At the Arab American Wedding

great-uncles in tuxes played gin,
             drank scotch, counted

             cash by the pool
like extras from The Godfather.

Inside, aunts had long given up
            the old country—

            or else wrapped it,
carefully, inside grape leaves.

The black already canonical:
              fedoras & hair,

              olives & eyes—
stories lilting like ash at the end

of smokes. In ballroom haze we danced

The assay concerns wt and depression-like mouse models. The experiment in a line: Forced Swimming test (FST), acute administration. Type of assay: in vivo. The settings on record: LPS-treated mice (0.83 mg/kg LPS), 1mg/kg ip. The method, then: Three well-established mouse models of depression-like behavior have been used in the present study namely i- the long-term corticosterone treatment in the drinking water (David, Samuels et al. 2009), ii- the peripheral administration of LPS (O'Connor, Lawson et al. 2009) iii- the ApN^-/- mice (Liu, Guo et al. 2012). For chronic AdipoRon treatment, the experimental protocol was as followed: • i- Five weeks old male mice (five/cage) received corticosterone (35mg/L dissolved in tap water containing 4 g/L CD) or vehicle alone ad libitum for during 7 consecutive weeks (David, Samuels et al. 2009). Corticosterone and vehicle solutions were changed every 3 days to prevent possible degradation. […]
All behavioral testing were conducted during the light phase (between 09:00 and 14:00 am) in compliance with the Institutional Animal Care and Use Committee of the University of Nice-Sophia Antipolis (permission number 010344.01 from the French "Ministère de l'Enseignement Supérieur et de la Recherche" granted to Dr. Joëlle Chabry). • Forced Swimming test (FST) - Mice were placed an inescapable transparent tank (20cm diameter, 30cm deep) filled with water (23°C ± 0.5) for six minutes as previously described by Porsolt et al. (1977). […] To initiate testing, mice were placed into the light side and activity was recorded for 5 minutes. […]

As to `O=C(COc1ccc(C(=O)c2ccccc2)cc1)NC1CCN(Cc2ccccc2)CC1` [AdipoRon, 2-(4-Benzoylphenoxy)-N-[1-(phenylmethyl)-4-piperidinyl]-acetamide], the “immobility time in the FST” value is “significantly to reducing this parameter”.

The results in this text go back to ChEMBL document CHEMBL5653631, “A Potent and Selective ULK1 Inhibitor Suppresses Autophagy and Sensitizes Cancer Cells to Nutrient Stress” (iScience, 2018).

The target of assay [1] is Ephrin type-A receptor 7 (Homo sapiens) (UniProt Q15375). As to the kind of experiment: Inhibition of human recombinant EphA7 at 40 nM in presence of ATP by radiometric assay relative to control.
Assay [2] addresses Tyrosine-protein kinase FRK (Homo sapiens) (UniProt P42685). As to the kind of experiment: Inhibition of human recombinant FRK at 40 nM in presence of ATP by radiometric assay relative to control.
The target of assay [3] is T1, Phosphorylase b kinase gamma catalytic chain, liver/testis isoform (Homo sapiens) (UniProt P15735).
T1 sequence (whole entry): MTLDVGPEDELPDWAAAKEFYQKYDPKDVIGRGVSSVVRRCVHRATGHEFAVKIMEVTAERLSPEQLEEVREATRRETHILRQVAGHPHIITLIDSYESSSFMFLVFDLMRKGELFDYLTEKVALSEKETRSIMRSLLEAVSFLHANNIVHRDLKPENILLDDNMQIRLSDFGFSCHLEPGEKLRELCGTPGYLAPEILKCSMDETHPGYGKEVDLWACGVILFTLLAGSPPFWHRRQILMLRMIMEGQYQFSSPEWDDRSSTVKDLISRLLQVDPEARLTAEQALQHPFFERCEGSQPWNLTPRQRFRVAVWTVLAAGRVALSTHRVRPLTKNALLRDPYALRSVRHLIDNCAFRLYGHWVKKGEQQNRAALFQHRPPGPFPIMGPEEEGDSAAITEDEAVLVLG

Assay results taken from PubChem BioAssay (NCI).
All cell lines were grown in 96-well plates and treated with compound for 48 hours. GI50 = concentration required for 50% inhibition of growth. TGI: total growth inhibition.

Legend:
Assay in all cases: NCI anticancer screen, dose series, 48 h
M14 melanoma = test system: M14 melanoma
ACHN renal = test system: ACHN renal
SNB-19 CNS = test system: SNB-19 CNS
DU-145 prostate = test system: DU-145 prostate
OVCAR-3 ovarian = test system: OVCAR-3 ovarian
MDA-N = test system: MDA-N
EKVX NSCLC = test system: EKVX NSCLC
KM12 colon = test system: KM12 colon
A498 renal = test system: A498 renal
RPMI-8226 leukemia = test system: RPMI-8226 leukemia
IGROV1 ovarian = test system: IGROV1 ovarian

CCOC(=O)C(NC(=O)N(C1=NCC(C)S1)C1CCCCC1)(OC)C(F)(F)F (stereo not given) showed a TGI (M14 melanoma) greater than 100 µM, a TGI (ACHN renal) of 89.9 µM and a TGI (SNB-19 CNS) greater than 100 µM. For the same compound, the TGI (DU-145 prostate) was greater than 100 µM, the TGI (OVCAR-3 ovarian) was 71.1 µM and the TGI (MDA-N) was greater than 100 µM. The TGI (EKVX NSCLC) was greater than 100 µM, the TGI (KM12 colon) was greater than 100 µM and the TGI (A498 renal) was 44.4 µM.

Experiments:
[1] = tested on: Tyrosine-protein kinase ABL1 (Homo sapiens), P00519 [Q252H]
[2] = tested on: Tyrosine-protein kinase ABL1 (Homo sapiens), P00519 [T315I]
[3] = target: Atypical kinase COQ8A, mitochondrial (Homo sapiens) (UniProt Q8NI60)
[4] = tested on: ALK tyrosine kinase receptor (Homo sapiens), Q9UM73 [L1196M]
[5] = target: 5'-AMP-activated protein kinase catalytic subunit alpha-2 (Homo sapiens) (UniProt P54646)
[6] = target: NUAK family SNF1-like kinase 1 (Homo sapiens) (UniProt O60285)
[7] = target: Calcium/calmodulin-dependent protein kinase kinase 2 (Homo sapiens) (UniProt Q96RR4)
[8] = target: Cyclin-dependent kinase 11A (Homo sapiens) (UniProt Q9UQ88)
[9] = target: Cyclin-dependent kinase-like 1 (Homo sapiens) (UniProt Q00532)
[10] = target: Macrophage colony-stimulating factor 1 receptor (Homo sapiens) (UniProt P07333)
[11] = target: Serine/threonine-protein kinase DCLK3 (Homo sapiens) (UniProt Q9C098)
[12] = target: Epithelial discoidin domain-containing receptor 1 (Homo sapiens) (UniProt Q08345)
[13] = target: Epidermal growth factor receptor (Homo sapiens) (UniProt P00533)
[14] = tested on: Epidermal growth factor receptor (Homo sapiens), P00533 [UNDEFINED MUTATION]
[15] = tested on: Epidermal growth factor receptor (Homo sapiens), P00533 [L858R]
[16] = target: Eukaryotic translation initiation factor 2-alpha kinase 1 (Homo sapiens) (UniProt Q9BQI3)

dabke—clasped hands

           with cousins we knew
or barely knew, arms braiding arms,

feet stepping as if into dark,
             lifting & dragged

             back & forth,
as if the foot were snagged

on a fit of remembering—
             facing each other

we faced each other
               & circled some invisible

tree our dancing made—limbs reaching—
              no longer speaking

              the tongue we once
held common, we grasp for branches

to keep this circle moving, forth
             & back, forth & back—

              stamping ourselves
into a land so far from homeland.

From Fugitive/Refuge by Philip Metres. Copyright © 2024 by Philip Metres. Reprinted with the permission of The Permissions Company, LLC, on behalf of Copper Canyon Press.